[0060] The dial posts 62 may, in one or more embodiments such as the depicted embodiment, include raised ribs 63 that extend from the inner surfaces 64 of the dial posts 62. The raised ribs 63 may be arranged in a helical manner on the inner surfaces 64 of the dial posts 62. Further, the raised ribs 63 may fit within the recesses 66 formed into the inner wall 67 of the dial channel 65. The raised ribs 63 and the recesses 66 cooperate and are configured to move the dial 60 towards the top surface 24 of the base 20 when the dial 60 is rotated in a first direction about the compression axis 12.

[0061] Movement of the dial 60 towards the top surface 24 of the base 20 may, as described herein, result in an increase in pressure within the bladder 40. The pressure within the bladder 40 increases because the dial 60 compresses the portion of the bladder located between the dial 60 and the top surface 24 of the base 20. In one or more embodiments, movement of the dial 60 towards the top surface 24 of the base 20 moves the bottom surface 69 of the dial 60 (see, e.g., FIGS. 5, 7 and 8) towards the top surface 24 of the base 20.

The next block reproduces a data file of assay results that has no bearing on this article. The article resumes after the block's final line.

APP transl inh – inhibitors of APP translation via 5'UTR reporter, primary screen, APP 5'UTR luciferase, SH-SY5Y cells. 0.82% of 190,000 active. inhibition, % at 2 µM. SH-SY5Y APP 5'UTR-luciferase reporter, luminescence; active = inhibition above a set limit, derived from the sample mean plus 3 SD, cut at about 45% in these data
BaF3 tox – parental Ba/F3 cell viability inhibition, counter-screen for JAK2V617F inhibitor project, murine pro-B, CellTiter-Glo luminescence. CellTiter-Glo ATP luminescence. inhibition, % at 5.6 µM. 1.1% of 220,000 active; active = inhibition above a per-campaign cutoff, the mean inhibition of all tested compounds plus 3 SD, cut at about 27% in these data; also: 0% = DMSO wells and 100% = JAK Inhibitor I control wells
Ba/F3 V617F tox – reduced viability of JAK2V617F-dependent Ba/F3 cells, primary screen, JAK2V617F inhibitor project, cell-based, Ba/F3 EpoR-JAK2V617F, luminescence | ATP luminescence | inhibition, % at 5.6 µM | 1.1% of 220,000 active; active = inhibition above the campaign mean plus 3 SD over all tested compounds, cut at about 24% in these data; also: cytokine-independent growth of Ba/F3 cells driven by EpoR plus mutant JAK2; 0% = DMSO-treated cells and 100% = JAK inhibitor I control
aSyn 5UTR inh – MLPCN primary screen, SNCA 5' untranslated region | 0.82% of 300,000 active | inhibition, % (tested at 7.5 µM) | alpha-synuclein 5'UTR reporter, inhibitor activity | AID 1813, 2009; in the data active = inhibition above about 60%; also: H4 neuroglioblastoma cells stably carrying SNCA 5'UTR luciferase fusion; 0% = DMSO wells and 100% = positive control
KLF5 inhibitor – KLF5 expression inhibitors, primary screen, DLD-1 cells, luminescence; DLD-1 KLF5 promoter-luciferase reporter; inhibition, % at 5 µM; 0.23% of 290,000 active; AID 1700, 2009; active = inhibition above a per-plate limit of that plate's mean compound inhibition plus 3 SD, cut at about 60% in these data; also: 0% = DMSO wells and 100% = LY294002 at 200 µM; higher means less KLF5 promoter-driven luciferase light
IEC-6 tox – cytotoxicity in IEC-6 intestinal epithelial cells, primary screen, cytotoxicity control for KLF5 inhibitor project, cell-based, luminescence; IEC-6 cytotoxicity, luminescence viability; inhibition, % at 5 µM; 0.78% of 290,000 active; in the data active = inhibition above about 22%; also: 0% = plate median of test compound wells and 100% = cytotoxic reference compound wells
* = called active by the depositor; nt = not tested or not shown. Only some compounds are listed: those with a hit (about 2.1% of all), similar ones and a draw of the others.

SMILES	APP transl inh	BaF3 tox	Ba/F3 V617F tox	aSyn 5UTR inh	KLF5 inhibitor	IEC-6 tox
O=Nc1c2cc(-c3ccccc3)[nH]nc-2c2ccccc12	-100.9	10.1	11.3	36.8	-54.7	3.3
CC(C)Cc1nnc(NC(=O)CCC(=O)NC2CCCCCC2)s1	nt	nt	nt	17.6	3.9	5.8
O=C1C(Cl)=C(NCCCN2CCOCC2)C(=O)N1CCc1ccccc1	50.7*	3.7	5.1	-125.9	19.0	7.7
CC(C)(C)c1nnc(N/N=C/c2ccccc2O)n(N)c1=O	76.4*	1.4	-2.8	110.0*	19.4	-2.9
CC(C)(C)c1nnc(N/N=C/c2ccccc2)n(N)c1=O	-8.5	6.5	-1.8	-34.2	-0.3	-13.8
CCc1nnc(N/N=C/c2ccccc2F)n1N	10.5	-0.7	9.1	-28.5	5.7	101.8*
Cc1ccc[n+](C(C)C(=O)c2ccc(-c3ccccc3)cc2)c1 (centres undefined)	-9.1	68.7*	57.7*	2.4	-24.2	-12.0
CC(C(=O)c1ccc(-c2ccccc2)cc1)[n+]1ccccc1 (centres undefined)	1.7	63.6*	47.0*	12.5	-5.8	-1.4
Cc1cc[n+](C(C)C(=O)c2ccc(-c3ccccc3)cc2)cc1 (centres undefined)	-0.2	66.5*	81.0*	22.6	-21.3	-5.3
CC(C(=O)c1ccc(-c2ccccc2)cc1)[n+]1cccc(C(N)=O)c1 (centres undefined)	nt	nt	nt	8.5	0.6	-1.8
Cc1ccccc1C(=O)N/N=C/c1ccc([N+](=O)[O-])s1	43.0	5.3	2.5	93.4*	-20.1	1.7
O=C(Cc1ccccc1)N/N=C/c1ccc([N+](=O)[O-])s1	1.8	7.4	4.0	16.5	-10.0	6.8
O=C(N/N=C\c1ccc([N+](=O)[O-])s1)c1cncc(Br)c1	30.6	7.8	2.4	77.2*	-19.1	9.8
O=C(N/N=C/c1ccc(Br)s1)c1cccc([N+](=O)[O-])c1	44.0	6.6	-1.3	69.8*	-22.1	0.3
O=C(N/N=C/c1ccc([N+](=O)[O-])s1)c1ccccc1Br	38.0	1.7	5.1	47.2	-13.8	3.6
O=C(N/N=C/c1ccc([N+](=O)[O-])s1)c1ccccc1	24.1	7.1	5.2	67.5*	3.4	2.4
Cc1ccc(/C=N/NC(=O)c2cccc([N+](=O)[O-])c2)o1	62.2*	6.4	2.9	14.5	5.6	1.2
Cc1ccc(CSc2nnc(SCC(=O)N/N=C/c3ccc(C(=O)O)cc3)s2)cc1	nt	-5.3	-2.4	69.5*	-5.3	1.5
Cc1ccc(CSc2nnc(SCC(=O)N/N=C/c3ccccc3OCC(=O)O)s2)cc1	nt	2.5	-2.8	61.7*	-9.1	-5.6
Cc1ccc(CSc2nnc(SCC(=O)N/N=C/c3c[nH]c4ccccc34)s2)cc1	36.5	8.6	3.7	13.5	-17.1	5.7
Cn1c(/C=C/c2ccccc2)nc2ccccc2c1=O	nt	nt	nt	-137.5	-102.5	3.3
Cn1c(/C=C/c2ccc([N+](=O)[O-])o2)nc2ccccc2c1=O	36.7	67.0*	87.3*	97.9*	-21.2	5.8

[0062] As the bottom surface 69 moves towards the top surface 24 of the base 20, the bottom surface 69 presses against the upper surface 44 of the bladder 40 to compress the bladder 40 between the bottom surface 69 of the dial 60 and the top surface 24 of the base 20. In embodiments that include features such as, e.g., an indicator ring 70 at or near the bottom surface 69 of the dial 60, those features (such as the indicator ring 70) may also act on the upper surface 44 of the bladder 40 to compress the bladder 40 as the dial 60 moves towards the upper surface 24 of the base 20.